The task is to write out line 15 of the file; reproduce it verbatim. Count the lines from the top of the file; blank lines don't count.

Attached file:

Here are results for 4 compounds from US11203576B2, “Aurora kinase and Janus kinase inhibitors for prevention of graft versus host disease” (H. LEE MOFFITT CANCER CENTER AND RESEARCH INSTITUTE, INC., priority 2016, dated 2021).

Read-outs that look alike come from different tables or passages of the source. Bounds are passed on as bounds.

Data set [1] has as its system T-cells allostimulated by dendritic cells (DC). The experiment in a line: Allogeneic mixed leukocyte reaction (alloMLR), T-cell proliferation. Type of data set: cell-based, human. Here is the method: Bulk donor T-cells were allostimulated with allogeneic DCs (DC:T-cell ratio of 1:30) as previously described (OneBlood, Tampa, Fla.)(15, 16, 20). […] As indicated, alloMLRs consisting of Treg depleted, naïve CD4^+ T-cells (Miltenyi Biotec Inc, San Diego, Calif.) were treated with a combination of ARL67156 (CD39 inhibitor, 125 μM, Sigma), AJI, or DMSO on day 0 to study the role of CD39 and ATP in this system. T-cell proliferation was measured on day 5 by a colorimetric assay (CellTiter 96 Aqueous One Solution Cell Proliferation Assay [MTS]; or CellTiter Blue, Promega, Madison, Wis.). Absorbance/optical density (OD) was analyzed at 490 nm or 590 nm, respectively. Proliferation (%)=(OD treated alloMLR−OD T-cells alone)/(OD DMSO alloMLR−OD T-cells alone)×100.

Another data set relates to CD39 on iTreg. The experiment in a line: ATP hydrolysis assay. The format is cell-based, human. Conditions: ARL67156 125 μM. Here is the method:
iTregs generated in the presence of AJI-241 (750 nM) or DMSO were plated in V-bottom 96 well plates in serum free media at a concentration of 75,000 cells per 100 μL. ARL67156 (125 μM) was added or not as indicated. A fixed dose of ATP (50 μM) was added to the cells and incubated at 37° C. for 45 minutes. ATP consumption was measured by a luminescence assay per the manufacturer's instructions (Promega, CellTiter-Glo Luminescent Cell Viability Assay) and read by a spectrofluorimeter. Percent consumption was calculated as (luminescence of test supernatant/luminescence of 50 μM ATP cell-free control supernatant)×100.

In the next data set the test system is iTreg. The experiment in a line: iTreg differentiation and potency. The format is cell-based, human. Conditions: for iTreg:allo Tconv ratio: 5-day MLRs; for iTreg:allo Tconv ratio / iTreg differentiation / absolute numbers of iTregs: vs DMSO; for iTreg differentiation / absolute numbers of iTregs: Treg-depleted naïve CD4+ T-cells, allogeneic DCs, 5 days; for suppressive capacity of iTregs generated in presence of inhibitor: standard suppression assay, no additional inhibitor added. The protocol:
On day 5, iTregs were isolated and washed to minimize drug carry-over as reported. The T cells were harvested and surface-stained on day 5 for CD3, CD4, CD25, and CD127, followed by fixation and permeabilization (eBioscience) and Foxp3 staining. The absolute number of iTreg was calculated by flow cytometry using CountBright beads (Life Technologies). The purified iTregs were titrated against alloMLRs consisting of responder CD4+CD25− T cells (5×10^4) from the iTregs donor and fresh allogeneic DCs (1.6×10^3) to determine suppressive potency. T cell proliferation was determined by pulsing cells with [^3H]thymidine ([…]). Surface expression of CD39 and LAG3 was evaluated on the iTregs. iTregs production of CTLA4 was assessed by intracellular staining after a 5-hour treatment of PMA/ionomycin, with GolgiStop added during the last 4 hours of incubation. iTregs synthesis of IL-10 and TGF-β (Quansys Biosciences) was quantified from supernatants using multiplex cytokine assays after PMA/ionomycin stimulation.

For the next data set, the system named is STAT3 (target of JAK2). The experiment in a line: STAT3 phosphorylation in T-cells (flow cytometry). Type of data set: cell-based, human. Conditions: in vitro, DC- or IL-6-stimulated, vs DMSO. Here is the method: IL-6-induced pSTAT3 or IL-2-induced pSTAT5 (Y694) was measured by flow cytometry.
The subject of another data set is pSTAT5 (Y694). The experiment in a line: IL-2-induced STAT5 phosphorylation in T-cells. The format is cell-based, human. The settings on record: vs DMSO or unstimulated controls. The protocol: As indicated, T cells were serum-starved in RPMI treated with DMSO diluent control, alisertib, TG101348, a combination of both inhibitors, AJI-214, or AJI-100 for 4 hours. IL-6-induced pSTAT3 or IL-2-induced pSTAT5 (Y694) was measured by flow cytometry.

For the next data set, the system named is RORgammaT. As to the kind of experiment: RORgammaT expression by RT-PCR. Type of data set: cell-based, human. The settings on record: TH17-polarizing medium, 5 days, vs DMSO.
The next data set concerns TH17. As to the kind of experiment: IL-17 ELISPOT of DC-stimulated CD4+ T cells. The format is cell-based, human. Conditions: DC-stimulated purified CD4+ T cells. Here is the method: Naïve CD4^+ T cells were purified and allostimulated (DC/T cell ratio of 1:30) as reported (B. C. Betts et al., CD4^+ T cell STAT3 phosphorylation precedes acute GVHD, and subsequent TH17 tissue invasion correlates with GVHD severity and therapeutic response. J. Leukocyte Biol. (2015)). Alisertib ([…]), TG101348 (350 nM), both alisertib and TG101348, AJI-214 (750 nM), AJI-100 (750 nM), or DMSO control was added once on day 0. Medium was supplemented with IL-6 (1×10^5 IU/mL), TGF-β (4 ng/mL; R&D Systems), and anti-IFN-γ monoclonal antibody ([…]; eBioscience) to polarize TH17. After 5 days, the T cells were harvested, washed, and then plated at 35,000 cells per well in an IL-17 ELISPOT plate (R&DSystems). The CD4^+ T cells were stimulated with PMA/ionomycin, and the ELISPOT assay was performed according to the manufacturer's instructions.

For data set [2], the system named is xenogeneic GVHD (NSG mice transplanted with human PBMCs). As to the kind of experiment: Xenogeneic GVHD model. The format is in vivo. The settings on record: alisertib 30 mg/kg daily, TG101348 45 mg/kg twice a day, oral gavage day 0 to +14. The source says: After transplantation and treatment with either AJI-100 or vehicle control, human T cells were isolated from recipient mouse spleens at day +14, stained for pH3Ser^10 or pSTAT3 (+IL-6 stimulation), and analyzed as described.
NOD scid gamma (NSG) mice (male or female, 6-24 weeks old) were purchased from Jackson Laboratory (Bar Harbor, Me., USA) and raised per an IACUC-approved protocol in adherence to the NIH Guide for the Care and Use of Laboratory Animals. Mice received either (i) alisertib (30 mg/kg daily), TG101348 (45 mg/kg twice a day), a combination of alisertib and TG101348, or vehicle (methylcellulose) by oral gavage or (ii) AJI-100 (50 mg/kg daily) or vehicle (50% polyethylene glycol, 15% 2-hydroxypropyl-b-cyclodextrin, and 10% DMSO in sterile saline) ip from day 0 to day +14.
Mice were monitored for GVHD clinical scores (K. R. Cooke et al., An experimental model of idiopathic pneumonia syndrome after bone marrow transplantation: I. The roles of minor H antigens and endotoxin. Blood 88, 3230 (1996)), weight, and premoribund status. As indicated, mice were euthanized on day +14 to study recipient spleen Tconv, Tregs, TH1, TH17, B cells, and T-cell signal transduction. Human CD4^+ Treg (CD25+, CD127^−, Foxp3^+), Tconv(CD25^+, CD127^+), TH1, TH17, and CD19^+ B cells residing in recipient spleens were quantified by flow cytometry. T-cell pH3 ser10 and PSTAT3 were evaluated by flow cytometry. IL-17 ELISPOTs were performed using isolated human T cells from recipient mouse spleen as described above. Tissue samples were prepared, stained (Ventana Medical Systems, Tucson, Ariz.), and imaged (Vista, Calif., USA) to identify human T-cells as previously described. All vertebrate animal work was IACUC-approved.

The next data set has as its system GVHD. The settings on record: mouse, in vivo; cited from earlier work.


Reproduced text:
The next data set has as its system GVHD. The settings on record: mouse, in vivo; cited from earlier work.